The Role of Life Insurance in a Divorce

Those receiving child support or alimony payments rely on that money to pay for their living expenses. Even if the person who pays those support payments (called the payor) always pays on time, a question arises of what will happen to the recipient of those funds in the event of the untimely death of the payor. Life insurance policies are useful in this situation, and are often required, to ensure that the support recipient will continue to receive adequate compensation if the payor dies.

Life Insurance and Alimony

In New Jersey, alimony payments are often secured so that there is a mechanism in place to cover the payments if the payor alimony dies. The rationale is that alimony is awarded because the recipient needs it, and the untimely death of the payor should not unduly affect the financial life of the support recipient.

Amount of Life Insurance Needed to Cover Alimony Payments

The amount of life insurance needed to secure alimony payments can be calculated by multiplying the payment amount by the duration of the alimony payments. Alimony is often ordered to be paid for a limited time rather the indefinitely, either for a set number of years or until a specific event occurs (remarriage of the supported spouse, for example). Since alimony is taxable, you need to deduct the amount of tax to determine the appropriate amount.

The amount of alimony may change over the life of the payments, due to changes in the finances of the payor or the supported spouse. A common change in alimony payments occurs when a spouse retires, which lowers the paying spouse’s alimony payment amount. Carefully calculating the estimated amount of alimony paid over the life of the award will provide the total amount of life insurance needed.

Life Insurance and Child Support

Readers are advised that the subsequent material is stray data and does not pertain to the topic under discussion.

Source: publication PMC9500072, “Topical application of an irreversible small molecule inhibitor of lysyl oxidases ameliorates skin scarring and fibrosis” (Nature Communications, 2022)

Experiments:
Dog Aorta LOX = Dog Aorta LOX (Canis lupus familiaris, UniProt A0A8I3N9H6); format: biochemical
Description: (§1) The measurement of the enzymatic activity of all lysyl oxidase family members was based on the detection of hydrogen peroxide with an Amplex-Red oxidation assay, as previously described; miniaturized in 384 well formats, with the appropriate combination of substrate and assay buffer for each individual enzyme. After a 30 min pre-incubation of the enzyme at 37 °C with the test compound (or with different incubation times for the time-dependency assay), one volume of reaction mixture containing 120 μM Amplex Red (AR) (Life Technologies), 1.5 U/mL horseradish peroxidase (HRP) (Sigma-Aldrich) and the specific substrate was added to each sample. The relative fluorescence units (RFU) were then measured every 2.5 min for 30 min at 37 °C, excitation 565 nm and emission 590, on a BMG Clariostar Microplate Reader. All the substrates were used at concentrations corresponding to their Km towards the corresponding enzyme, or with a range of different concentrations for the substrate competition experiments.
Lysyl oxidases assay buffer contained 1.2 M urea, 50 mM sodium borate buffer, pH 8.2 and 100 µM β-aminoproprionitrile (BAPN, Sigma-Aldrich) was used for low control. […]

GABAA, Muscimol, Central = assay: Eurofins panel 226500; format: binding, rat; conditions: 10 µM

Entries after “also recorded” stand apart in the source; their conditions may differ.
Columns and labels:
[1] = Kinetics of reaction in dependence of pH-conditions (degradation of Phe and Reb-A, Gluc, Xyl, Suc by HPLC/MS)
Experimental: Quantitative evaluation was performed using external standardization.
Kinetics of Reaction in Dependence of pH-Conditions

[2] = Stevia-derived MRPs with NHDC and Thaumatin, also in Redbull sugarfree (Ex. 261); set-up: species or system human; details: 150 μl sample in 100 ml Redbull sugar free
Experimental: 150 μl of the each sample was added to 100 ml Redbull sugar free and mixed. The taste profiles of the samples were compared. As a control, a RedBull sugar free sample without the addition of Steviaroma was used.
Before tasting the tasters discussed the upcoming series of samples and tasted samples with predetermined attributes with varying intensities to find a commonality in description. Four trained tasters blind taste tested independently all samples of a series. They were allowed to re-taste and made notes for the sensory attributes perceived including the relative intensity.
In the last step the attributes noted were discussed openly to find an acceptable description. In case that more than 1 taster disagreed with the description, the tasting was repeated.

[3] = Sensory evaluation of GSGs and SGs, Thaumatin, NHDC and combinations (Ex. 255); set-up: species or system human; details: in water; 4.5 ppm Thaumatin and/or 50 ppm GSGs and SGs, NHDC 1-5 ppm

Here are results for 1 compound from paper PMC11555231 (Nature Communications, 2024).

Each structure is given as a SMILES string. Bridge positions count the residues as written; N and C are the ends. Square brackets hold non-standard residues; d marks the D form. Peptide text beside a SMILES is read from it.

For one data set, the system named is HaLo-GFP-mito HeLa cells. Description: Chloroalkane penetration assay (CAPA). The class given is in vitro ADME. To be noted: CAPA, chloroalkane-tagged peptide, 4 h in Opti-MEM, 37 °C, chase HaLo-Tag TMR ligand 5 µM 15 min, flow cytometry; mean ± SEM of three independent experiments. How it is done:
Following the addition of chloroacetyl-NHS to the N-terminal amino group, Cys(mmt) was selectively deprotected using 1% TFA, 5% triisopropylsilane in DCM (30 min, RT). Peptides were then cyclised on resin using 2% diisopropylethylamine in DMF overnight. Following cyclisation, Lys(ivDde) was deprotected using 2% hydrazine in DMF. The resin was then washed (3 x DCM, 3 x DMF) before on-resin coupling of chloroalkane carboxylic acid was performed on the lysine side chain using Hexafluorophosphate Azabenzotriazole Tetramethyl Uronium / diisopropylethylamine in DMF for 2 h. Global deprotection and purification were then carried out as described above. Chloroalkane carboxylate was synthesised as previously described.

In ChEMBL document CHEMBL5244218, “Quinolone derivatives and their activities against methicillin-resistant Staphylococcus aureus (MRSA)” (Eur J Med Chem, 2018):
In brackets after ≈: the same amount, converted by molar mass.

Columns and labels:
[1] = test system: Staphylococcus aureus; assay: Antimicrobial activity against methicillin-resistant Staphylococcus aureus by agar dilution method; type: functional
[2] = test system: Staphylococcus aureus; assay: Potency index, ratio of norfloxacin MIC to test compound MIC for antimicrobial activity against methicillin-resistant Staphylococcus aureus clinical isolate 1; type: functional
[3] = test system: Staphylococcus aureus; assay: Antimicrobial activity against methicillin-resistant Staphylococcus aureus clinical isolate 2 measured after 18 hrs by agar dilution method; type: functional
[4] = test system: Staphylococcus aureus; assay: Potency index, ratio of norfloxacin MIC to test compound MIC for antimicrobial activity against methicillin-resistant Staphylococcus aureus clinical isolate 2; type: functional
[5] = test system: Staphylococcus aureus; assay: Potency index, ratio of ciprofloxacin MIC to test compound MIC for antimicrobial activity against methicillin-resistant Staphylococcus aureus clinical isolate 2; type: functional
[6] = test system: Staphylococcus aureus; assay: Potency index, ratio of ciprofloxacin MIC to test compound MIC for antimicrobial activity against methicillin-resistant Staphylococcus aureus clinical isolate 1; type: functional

Ensuring that child support payments are made in the event of the death of the supporting parent is crucial, as child support provides necessary funds to the support of minor children. Consider a newly divorced couple with two very young children, a mother who does not work outside the home, and a father who pays child support. Now assume that the father of the children passes away soon after the divorce. Without securing the child support that the father pays, the mother would be left to provide 100% of the care and support for the children. It is quickly apparent how necessary it is to ensure that the support payments continue, as it is in the best interest of the children.

Amount of Life Insurance Needed to Cover Child Support Payments

The amount of life insurance needed to secure child support payments can be calculated by multiplying the payment amount by the duration of the support payments. Child support, unlike alimony, is not taxable, so the calculation for this type of support is a bit less complicated.

Ownership and Beneficiaries of Life Insurance Policy

In order for the life insurance policy to work properly to secure the payment of child support or alimony, the recipient of the support payments should be designated as the beneficiary of the policy. That allows the insurance company to pay out the amount of the policy to the intended person upon the death of the payor. The person receiving child support or alimony should be given authority to receive assurances that the policy is in effect, that the payment of the premiums is current, and that he or she is still the beneficiary.

If you either pay or receive child support or alimony payments, an experienced attorney can help you secure those payments with a life insurance policy. Carefully executed policies can ensure that in the event of the death of the payor, the payments will continue. Call the Law Offices of Peter Van Aulen for a free 30 minute in office consultation to discuss your particular case.

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Peter Van Aulen is certified by the New Jersey Supreme Court as a Matrimonial Attorney.

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